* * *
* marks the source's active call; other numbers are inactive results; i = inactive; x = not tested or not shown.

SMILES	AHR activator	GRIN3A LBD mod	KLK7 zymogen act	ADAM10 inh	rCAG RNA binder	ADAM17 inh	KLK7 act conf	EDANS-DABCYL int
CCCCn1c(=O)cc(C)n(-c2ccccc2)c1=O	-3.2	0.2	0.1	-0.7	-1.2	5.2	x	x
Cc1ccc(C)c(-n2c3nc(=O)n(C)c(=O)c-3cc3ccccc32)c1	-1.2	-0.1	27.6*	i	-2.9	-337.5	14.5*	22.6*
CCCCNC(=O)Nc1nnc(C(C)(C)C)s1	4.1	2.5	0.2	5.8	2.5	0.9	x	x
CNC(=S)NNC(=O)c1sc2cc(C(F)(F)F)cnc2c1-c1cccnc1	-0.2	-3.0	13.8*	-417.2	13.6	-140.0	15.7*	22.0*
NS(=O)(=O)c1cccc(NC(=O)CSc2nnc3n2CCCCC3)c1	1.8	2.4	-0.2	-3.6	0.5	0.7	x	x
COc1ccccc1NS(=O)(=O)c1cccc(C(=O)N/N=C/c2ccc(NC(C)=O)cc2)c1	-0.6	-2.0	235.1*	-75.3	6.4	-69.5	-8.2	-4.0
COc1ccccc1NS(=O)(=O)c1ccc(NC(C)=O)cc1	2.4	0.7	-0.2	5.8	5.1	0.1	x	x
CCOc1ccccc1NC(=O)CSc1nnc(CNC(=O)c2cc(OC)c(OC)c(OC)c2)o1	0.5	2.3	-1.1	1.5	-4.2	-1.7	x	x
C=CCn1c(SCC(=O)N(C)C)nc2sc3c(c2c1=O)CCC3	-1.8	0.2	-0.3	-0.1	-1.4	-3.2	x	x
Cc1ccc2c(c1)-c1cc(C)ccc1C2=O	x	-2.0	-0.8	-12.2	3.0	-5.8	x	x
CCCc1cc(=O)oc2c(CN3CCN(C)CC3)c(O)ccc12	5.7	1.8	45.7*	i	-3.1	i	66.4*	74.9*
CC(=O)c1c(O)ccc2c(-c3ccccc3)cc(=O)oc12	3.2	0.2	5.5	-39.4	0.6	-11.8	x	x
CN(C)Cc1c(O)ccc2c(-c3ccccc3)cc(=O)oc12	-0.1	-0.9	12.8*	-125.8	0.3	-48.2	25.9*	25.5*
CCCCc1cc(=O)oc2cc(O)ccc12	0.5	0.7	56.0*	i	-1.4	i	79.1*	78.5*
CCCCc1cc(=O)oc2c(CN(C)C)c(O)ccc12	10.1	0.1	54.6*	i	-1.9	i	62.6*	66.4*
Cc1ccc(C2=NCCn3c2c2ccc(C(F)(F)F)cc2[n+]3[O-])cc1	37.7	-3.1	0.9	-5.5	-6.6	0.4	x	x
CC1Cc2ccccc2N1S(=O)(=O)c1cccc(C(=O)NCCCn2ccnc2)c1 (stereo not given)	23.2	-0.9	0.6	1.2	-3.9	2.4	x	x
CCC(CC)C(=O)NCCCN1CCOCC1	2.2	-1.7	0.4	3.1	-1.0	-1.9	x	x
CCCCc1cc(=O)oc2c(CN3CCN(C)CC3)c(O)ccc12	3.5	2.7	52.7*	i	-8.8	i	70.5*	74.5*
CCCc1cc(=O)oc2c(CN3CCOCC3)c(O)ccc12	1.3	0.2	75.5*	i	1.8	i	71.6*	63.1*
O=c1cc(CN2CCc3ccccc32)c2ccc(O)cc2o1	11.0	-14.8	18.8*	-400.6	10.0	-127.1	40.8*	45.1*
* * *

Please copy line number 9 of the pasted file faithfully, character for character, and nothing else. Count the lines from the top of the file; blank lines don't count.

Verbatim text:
COc1ccccc1NS(=O)(=O)c1ccc(NC(C)=O)cc1	2.4	0.7	-0.2	5.8	5.1	0.1	x	x